God desires the salvation of all, the Gospel invites all, the Holy Spirit strives with all, and whosoever will may come and take of the water of life freely.

Perseverance

All believers in Christ, who through grace persevere in holiness to the end of life, have promise of eternal salvation.


HE continues:
>Also, it would be rather unseemly for the NHC to "exclude" reference to the
>freedom of the will since the Philadelphia/London Confession has an entire
>chapter on "Free Will" (Chapter 9). Why would the NHC want to nullify the
>1689 >London & 1742 Philadephia Confessions on "free will"? It just doesn't add
>up,>does it?
Here we see the real problem with Mr. Ross...he indulges frequently in the word-concept fallacy. He is assuming that because the words are present, they must be affirming the same thing. I wrote that the NHC does not include an affirmation of the freedom of the will like those in the Arminian confessions of the day. I specifically stated:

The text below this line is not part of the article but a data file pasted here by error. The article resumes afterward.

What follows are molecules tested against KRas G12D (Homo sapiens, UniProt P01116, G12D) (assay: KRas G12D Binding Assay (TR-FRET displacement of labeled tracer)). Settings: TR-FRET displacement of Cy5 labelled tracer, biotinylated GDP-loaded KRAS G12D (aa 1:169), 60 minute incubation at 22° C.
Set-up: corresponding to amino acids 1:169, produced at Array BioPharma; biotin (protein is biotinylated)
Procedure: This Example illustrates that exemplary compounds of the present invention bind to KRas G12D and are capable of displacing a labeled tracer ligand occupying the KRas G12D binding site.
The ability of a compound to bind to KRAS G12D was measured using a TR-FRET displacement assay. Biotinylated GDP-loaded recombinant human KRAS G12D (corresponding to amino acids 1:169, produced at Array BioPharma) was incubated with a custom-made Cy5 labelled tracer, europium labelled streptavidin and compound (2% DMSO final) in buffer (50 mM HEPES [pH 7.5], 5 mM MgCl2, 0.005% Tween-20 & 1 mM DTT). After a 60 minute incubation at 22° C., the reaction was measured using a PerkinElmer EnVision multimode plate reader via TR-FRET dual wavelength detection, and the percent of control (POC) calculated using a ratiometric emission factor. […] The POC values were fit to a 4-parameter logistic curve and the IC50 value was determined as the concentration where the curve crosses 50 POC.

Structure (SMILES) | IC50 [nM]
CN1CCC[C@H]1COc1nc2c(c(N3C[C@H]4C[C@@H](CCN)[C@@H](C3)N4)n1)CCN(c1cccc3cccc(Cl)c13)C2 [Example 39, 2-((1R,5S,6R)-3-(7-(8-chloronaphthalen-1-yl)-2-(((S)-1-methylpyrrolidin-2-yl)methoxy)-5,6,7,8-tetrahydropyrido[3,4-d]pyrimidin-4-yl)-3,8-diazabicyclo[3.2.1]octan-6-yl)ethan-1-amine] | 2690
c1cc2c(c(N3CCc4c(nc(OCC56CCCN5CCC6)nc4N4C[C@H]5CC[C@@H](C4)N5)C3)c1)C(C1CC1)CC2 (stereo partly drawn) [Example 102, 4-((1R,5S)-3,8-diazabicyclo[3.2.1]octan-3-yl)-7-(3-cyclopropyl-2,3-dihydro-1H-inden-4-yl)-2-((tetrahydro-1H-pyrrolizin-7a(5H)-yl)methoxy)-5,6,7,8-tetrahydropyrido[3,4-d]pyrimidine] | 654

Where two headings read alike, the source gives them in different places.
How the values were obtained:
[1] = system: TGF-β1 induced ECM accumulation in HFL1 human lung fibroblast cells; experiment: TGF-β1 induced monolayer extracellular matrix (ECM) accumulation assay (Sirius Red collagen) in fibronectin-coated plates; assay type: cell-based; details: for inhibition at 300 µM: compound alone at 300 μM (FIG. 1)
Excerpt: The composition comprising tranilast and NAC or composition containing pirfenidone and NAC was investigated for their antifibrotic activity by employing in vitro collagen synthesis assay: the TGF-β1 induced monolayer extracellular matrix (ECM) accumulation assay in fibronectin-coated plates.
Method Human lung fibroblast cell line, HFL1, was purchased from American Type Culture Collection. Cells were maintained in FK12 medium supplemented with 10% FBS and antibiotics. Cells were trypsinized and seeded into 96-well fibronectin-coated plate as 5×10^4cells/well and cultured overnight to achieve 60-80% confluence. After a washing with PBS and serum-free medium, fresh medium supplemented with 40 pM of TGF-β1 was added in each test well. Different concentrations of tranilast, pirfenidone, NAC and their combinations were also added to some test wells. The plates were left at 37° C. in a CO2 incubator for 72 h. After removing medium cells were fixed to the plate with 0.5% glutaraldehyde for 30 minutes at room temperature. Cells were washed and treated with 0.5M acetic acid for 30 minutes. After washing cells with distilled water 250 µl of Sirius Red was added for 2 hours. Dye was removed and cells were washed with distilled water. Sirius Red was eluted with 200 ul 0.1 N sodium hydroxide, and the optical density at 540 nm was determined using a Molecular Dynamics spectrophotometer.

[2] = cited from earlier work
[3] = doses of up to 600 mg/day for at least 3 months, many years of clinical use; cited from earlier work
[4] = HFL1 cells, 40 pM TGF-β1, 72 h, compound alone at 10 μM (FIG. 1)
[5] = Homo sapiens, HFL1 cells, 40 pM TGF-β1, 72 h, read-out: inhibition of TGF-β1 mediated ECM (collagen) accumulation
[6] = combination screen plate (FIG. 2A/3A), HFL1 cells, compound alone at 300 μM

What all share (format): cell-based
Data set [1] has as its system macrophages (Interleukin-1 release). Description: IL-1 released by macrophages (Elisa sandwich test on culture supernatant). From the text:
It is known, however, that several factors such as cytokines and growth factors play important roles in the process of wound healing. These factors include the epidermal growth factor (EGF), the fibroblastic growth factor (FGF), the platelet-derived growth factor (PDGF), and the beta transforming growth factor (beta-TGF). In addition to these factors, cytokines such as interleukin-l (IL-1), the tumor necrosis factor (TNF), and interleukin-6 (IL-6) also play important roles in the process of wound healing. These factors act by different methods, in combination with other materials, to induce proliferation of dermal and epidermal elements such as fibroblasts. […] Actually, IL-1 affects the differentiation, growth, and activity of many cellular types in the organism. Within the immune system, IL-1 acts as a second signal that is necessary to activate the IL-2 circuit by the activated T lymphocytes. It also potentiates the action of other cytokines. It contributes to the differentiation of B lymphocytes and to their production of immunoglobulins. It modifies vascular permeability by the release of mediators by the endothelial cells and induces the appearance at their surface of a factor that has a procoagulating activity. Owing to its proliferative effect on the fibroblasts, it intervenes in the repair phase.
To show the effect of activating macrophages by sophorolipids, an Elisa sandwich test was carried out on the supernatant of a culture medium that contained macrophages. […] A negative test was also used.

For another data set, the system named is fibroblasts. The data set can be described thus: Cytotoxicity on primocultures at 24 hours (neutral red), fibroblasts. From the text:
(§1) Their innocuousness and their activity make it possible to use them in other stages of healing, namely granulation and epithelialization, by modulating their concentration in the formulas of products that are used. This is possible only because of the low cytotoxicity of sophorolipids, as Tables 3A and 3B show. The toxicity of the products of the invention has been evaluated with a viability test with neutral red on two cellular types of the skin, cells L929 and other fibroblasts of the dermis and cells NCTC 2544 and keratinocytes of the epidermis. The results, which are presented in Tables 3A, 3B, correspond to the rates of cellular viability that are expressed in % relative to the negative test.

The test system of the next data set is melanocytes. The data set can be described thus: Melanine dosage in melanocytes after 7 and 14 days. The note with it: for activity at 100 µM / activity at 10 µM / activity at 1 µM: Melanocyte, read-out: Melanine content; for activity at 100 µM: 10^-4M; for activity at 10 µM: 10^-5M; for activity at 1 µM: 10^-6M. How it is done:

It is worth noting that at that time Arminian Baptist confessions always contained statements about the freedom of the will. The New Hampshire Confession goes out of its way to exclude this statement, which is the first clue as to the intent of the author. Without such a statement, it is highly doubtful that its terminology should be interpreted in Arminian categories.


The above confessions are not Arminian confessions of that day but are Particular Baptist confessions from previous centuries that also antedate the New Connection Free WIll Baptists (the non-Socinian Free Willers) and are thus irrelevant in a certain respect.

We can chat about them, however. Note that those two confessions are almost exact. The question we need to ask here is “what does “free will” mean in those confessions, not “do they use the words?” There is no negation here, which is exactly the point I was making, Mr. Ross. Thank you for recognizing it. “Free Will” in those confessions expresses the concept that “Free Agency” does in the NHC, in contrast to the what General Baptist/Free Will Baptist confessions meant when using the term “Free will.” A FWB confession of that day would state